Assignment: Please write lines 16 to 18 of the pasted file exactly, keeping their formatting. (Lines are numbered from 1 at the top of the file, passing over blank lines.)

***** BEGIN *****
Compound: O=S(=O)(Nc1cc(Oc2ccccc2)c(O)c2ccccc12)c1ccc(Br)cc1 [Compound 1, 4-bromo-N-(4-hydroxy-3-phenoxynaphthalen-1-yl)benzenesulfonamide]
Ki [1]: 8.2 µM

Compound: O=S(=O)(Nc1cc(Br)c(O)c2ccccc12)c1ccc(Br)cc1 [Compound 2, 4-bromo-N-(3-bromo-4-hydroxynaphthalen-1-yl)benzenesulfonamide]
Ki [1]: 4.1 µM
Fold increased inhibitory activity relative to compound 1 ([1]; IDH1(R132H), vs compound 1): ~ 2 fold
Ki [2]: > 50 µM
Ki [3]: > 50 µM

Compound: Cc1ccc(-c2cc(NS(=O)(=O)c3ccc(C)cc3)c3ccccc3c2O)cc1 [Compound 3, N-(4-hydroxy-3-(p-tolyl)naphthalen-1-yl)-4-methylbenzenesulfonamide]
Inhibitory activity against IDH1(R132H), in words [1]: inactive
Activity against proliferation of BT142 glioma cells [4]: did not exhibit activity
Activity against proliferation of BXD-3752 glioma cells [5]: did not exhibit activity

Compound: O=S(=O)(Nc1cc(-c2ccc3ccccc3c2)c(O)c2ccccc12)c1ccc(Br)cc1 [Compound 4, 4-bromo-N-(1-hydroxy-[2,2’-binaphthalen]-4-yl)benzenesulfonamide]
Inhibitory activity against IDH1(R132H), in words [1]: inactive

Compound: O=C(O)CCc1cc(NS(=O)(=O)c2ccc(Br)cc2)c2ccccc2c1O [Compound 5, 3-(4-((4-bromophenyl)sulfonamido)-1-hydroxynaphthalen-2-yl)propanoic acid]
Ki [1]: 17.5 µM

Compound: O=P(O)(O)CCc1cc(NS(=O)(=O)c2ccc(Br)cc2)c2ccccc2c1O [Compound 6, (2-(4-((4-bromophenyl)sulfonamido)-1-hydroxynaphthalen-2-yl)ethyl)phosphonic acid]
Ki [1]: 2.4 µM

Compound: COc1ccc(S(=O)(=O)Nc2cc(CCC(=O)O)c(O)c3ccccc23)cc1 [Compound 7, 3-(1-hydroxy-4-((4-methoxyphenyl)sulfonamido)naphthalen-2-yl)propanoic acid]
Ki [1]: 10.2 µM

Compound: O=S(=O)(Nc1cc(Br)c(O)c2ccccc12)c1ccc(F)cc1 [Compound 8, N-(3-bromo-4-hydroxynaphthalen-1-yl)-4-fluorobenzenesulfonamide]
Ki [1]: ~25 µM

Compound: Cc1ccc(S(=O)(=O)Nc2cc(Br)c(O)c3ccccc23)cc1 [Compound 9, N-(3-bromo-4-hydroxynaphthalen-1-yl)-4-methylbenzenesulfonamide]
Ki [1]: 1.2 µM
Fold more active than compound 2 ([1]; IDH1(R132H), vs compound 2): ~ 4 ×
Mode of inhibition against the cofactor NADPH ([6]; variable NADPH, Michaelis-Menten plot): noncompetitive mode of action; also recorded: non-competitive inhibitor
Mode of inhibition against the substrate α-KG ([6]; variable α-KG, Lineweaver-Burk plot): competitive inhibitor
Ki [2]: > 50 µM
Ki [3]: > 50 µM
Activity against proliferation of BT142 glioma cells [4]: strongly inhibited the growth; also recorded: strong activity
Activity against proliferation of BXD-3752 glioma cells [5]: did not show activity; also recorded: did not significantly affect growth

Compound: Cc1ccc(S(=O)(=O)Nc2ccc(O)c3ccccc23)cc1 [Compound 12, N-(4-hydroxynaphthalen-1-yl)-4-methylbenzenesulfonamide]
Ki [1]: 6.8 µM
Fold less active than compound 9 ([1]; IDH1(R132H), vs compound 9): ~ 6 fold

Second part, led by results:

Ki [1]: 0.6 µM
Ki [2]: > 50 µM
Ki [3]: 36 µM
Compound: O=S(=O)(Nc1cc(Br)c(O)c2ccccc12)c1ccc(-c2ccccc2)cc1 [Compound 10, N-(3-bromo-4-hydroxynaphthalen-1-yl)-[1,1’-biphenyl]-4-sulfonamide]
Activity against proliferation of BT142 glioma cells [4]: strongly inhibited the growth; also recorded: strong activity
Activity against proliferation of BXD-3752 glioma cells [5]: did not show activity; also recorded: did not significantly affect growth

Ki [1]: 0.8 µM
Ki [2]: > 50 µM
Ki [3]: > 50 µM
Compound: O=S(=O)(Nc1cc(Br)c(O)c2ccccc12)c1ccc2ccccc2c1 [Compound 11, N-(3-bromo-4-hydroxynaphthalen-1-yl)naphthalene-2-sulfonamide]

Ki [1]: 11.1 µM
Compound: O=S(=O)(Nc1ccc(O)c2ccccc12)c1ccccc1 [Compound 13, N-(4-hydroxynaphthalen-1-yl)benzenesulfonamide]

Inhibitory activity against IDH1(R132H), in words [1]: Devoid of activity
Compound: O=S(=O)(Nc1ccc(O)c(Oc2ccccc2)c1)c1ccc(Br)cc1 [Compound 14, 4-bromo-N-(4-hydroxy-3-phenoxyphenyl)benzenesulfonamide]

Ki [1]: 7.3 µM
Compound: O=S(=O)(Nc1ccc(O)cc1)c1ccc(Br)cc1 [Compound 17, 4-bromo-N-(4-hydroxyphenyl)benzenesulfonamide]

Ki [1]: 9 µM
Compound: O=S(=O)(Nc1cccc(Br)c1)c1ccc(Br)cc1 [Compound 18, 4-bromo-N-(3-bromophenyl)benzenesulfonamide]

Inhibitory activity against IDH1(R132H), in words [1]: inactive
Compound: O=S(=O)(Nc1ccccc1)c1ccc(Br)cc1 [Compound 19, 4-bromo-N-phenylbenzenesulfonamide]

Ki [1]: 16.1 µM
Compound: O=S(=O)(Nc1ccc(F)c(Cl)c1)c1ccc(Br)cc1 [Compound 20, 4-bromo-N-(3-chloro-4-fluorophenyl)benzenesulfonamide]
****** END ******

Compound: O=P(O)(O)CCc1cc(NS(=O)(=O)c2ccc(Br)cc2)c2ccccc2c1O [Compound 6, (2-(4-((4-bromophenyl)sulfonamido)-1-hydroxynaphthalen-2-yl)ethyl)phosphonic acid]
Ki [1]: 2.4 µM

Compound: COc1ccc(S(=O)(=O)Nc2cc(CCC(=O)O)c(O)c3ccccc23)cc1 [Compound 7, 3-(1-hydroxy-4-((4-methoxyphenyl)sulfonamido)naphthalen-2-yl)propanoic acid]